My childhood was marked by documentations of a lot of firsts. My family, sharing my aunt’s lone mini-DV camcorder among their whole big group, has decided what the pivotal moments to be captured for me were. I have often asked myself, “Who were they capturing these moments for?” Remembering my grandfather’s ID, with no birthdate on it, I think about this footage as a way, an attempt, to construct or retrieve a rigid, tangible family history. On another note, in a family full of outspoken people who have had their bravery paid for with exile and prison, etc., I can’t trace any encouragement for leaving any written or captured documentation of anyone’s actual life in our previous generation. The reason probably involves their early years — a generation of pride, of protests, of revolution. A camera trained on the tumultuous streets of their youth, a cinema verité of the people, turned its lens, over time, to personal moments, zoomed inward. And yet, looking back – watching a red skirt and wavy hair become a dark uniform and tight, covered braids — these personal moments drift back to a political space. At age seven, the personal becomes public for all Iranian girls, as the law compels them to cover themselves in a specific way just to be able to attend school.
This archive of personal footage I inherited is precious, a reference point to discover the beginnings of the establishment of my future path. Warm voices, out of frame, present yet invisible. The wish for higher education, a seven-year-old girl’s knowledge of the word Ph.D. A cultural colonialism that has already taught this girl an accented English alphabet without even knowing her first language completely. These elements, and so many more unmentioned and unmentionable, eventually lead the young woman to leave the country, as if her life’s course were predestined. Keeping the family ritual of documenting, this time she is doing it herself, as if there were no one, nothing between her and the camera: a pure practice of writing with the camera, a video essay with documentary touches, a mirror of the influx of entangled subjects of a culture.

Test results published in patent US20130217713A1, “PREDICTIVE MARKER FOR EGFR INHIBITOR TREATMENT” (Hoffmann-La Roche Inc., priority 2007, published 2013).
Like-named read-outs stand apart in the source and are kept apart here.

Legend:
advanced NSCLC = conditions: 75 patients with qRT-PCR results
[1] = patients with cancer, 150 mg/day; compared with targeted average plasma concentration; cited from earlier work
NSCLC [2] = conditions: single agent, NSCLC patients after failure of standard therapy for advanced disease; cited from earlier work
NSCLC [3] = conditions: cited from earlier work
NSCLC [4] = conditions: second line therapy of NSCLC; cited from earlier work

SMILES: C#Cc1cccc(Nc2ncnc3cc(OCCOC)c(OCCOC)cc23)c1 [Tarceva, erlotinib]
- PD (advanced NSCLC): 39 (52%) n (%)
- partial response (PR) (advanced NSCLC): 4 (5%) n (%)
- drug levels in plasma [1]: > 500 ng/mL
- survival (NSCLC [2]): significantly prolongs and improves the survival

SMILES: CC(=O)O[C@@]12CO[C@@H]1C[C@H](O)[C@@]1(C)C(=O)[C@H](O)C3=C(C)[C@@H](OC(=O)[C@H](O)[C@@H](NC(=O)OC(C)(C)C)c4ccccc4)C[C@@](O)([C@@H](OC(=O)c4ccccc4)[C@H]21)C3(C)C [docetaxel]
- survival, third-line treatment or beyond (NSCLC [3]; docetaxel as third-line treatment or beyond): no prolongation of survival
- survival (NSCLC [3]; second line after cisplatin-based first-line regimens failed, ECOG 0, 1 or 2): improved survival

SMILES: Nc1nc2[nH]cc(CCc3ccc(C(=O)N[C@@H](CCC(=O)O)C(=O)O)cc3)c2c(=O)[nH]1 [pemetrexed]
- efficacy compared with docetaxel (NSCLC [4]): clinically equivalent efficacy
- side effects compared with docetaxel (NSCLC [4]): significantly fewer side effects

Pegah Pasalar (b. 1992) is an Iranian interdisciplinary artist, filmmaker and film editor currently based between Chicago and Brooklyn. Her autoethnographic practice encompasses video, installation, and film and explores themes including identity convulsion, cultural memory, fragmentation, temporality and displacement. Pegah is particularly interested in oral histories and modes of storytelling people use to refabulate the past.
Pasalar was a full-merit scholarship awardee at the School of the Art Institute of Chicago, from which she received her MFA with a focus on film and video. Pasalar was selected to participate in the Lit and Luz visual arts program as part of the Chicago Mexico City MacArthur-backed exchange program on the theme of displacement.
She was a recipient of the City of Chicago’s Department of Cultural Affairs grant, 3ARTS’ “Make a Wave” grant, and has received fellowships including the Kala Media Residency Award, Bemis, Yaddo, Banff, UnionDocs, and Points North. She was recognized as one of NEWCITY Magazine’s 2020 Film 50 Gems. Her work has been exhibited at festivals around the world, including the Athens International Film and Video Film Festival, Chicago Underground Film Festival, Festival Internacional de Cine Documental de Buenos Aires (FIDBA), Austria International Film Festival, Onion City Film Festival, Ecra and more.